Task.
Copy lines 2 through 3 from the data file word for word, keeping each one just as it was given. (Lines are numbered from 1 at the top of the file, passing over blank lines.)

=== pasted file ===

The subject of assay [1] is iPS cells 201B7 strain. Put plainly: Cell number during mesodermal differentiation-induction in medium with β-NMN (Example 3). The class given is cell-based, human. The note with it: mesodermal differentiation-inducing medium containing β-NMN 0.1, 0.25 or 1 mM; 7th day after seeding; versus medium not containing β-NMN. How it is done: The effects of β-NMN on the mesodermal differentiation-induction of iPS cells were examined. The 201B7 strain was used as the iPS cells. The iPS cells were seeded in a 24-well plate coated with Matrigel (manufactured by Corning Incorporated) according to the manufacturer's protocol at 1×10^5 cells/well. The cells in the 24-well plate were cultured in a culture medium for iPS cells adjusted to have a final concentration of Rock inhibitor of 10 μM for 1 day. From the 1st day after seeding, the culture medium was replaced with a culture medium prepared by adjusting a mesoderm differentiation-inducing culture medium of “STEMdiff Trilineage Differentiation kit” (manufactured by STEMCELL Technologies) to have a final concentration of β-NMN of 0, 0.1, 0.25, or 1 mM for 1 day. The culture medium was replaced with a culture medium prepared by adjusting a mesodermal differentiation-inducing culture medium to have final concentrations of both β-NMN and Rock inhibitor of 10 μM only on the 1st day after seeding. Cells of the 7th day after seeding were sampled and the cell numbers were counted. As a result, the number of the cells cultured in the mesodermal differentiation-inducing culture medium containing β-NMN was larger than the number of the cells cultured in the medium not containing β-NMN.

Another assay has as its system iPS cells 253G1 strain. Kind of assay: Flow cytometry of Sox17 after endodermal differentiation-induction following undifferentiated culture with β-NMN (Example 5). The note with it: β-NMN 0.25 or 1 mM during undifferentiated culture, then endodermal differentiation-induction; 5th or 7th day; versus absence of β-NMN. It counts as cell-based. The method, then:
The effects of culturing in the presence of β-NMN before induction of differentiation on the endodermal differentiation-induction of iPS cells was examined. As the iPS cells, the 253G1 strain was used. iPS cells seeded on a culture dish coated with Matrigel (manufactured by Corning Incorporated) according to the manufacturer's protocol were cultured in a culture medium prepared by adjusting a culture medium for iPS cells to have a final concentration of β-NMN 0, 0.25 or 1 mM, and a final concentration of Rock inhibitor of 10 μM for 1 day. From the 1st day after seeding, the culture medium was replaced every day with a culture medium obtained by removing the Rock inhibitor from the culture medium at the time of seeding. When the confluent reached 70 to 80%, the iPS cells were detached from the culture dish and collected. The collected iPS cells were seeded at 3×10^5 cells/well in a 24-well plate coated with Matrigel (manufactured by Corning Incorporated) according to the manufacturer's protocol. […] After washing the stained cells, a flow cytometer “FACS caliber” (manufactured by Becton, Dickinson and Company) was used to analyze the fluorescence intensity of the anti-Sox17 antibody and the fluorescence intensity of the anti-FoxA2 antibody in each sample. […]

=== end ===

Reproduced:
Another assay has as its system iPS cells 253G1 strain. Kind of assay: Flow cytometry of Sox17 after endodermal differentiation-induction following undifferentiated culture with β-NMN (Example 5). The note with it: β-NMN 0.25 or 1 mM during undifferentiated culture, then endodermal differentiation-induction; 5th or 7th day; versus absence of β-NMN. It counts as cell-based. The method, then:
The effects of culturing in the presence of β-NMN before induction of differentiation on the endodermal differentiation-induction of iPS cells was examined. As the iPS cells, the 253G1 strain was used. iPS cells seeded on a culture dish coated with Matrigel (manufactured by Corning Incorporated) according to the manufacturer's protocol were cultured in a culture medium prepared by adjusting a culture medium for iPS cells to have a final concentration of β-NMN 0, 0.25 or 1 mM, and a final concentration of Rock inhibitor of 10 μM for 1 day. From the 1st day after seeding, the culture medium was replaced every day with a culture medium obtained by removing the Rock inhibitor from the culture medium at the time of seeding. When the confluent reached 70 to 80%, the iPS cells were detached from the culture dish and collected. The collected iPS cells were seeded at 3×10^5 cells/well in a 24-well plate coated with Matrigel (manufactured by Corning Incorporated) according to the manufacturer's protocol. […] After washing the stained cells, a flow cytometer “FACS caliber” (manufactured by Becton, Dickinson and Company) was used to analyze the fluorescence intensity of the anti-Sox17 antibody and the fluorescence intensity of the anti-FoxA2 antibody in each sample. […]